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How do antibacterial agents in clothing work?
December 5, 2012 7:50 AM   Subscribe

I just bought some HEATTECH long undies from Uniqlo. They claim to have a "special antibacterial agent" in them to minimize odors. Lots of other products these days make similar claims. How does this work? Is it basically a pesticide embedded in the fabric? If so, why doesn't it wash out? What exactly would it be? Are there health concerns?
posted by HotToddy to Clothing, Beauty, & Fashion (10 answers total) 4 users marked this as a favorite
 
I don't know what's in those clothes, specifically, but a lot of such clothing includes nano particles of silver. They do wash out over time, but slowly. There are general health concerns with nano particles (because they're so small that they can more readily do things like cross the blood-brain barrier and some nano carbon tubes act like asbestos), and there's a lot of research being done. I don't know of concerns specifically from nano silver for human health; I have heard concerns about the nano silver in waste water being a problem for ecological receptors.
posted by ldthomps at 7:55 AM on December 5, 2012 [5 favorites]


I have some yoga stuff made with something similar, called SilverLight or something, I think? From what I can tell (although it admittedly might be something weird with my body chemistry) it does fuckall except impart a weird/unpleasant odor to the fabric once you've sweated in it that lingers relentlessly unless you wash it on the hottest setting possible by your machine. I do not get this weird stink in all the other non-SilverLight items of clothing in which I sweat mightily.
posted by elizardbits at 8:27 AM on December 5, 2012


It's not necessarily silver or something toxic. Lanolin in wool has natural antibacterial properties, for example. There is also some research into attaching enzymes (lysozyme) that can lyse (basically explode) bacterial cells without harming human cells to fabrics, such as here. The use of enzymes in regular old products is not new either, proteases have been used in laundry detergent for decades to break down stains that have a lot of protein (i.e. blood).

I searched a bit and couldn't find what supposedly "antibacterial" technique Uniqlo uses for their Heattech line, other than the milk proteins that are supposed to trap heat. I wouldn't worry too much about it... I've been wearing heattech undershirts for years now and I am not dead yet! datapoint = 1.
posted by permiechickie at 8:32 AM on December 5, 2012


I think it's the rayon fibre. Bamboo fibres are now labelled as rayon, and bamboo is antibacterial.
posted by veids at 8:37 AM on December 5, 2012


Bamboo is not antibacterial. Source in a previous comment of mine. Rayon is not antibacterial unless it's been treated with something else; permiechickie is correct that it could be some benign enzyme.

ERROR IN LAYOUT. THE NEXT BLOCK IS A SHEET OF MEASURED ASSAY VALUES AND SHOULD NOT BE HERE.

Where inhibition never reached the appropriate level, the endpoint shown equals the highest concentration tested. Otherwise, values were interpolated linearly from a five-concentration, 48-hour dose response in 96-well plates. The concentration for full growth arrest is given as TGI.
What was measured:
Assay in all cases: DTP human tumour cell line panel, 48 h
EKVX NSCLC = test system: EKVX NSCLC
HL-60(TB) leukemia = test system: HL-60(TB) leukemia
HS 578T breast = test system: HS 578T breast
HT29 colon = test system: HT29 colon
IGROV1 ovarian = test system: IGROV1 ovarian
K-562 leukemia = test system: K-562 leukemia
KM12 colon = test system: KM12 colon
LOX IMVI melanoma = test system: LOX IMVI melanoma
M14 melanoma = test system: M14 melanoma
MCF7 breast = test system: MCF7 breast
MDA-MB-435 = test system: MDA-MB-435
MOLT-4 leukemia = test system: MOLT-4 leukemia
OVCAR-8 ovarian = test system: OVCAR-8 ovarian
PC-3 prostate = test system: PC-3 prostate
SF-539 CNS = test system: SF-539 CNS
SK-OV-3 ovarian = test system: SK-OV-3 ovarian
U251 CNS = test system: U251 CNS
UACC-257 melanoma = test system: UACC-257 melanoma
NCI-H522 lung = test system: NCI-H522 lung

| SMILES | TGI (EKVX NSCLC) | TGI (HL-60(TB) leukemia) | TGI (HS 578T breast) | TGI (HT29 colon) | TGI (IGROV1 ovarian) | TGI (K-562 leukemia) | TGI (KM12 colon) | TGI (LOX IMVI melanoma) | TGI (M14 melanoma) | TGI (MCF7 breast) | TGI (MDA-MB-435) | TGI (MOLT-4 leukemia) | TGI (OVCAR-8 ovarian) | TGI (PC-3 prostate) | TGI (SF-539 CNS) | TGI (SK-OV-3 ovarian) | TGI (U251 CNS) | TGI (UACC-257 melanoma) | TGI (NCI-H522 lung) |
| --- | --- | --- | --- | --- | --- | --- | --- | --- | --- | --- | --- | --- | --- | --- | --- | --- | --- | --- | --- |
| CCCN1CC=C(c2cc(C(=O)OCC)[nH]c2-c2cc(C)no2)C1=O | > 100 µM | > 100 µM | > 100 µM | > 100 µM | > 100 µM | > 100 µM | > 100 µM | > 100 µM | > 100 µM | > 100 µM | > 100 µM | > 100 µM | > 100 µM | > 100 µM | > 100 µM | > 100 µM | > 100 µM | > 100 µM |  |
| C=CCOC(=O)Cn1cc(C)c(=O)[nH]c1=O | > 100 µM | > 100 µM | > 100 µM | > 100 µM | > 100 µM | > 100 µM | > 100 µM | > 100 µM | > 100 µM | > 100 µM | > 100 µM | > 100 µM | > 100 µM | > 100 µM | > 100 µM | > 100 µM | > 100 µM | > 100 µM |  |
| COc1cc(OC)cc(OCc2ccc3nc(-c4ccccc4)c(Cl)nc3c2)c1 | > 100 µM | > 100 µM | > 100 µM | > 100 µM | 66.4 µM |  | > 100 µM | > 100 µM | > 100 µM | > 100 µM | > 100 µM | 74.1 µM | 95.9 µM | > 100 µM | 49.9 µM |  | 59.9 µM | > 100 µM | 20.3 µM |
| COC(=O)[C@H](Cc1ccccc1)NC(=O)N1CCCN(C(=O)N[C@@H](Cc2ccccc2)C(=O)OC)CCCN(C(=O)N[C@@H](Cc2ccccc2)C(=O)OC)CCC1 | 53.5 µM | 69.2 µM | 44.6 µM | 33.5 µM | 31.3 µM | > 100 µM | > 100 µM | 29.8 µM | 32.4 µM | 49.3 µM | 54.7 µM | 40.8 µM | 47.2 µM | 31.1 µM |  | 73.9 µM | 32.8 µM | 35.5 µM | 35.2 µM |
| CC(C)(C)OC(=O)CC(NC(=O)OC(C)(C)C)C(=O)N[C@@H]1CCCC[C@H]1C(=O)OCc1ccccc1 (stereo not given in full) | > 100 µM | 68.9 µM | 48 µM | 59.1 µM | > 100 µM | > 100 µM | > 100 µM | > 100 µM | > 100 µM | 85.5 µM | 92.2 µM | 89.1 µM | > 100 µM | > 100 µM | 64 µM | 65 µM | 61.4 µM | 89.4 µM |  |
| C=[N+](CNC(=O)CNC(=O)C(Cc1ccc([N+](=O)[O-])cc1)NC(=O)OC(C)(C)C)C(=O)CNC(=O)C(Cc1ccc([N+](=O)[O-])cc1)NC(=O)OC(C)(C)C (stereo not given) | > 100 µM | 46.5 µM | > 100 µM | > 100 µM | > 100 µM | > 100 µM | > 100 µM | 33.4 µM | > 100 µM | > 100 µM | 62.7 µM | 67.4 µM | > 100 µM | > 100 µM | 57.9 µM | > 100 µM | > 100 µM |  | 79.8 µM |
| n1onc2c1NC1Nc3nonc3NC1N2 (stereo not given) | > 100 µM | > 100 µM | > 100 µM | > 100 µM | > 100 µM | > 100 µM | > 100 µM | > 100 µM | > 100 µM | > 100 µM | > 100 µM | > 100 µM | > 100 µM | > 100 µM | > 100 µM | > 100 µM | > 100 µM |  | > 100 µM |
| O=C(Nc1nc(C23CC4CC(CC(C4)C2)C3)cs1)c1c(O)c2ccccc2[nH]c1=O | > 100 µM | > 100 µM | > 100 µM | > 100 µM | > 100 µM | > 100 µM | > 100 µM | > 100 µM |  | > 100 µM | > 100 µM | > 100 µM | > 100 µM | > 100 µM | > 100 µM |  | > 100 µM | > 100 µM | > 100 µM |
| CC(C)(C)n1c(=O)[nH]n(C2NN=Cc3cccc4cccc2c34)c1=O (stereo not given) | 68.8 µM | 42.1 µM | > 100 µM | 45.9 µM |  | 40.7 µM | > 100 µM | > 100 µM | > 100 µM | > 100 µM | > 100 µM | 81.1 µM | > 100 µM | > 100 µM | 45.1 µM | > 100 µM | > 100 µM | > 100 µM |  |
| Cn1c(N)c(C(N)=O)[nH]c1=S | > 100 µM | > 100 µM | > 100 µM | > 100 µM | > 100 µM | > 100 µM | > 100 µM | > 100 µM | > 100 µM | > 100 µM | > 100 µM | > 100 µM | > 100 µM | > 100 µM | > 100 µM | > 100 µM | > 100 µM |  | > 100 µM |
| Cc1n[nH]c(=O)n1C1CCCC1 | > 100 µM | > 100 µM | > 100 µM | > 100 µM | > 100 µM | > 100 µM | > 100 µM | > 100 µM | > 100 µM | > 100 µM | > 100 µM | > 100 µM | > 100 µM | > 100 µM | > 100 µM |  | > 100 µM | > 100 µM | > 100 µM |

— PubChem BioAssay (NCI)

posted by clavicle at 8:57 AM on December 5, 2012 [2 favorites]


In general, the anti-bacterial agent you might want to be concerned about is Triclosan. Its safety is under review but it's still found in a wide range of products.
posted by Dansaman at 10:13 AM on December 5, 2012 [1 favorite]


They might be referring to chitin.
posted by en forme de poire at 11:16 AM on December 5, 2012


Not endorsing that page or the claims made there, BTW, just linking it as an example of using chitin in clothing materials as a (potentially?) antimicrobial material.
posted by en forme de poire at 11:20 AM on December 5, 2012


If so, why doesn't it wash out?

I dunno whether it washes out or not, but my Uniqlo Heattech top has started smelling quite dreadfully after just a few hours of wear, even if I am freshly showered and deodoranted.
I bought it in October last year and wore it obsessively tho, so it did last a while.
posted by ClarissaWAM at 12:11 PM on December 5, 2012 [1 favorite]


There's no way to know the answers to your questions without knowing specifically what the "antibacterial agent" in their fabric is, and their website isn't telling us that. The only possible way to get better information would be to call or write the company and see if they will tell you. (heh -- good luck with that).

It seems that claims for antibacterial action are being made for lots of fabrics that are considered to have wicking properties superior to cotton, but which don't have any other special properties or ingredients. I've seen these claims for silk, linen, rayon, wool, polypropylene, and others. If that's the basis of the claim, I wouldn't be very impressed by it but I wouldn't have any concerns about using the fabric.

This opinion isn't based on any special expertise, but I've decided not to buy any textiles that claim to be "antibacterial" based on the use of silver or some whiz-bang new technology. Our skin has lots of beneficial bacteria that are there for important reasons -- if some new fabric really does have effective antibacterial properties, I'm not so sure I want to be wearing it next to my skin on a regular basis. If my clothes start to get smelly, washing and drying them seems to be sufficient, and safe, and a good idea anyway.
posted by Corvid at 12:40 PM on December 5, 2012


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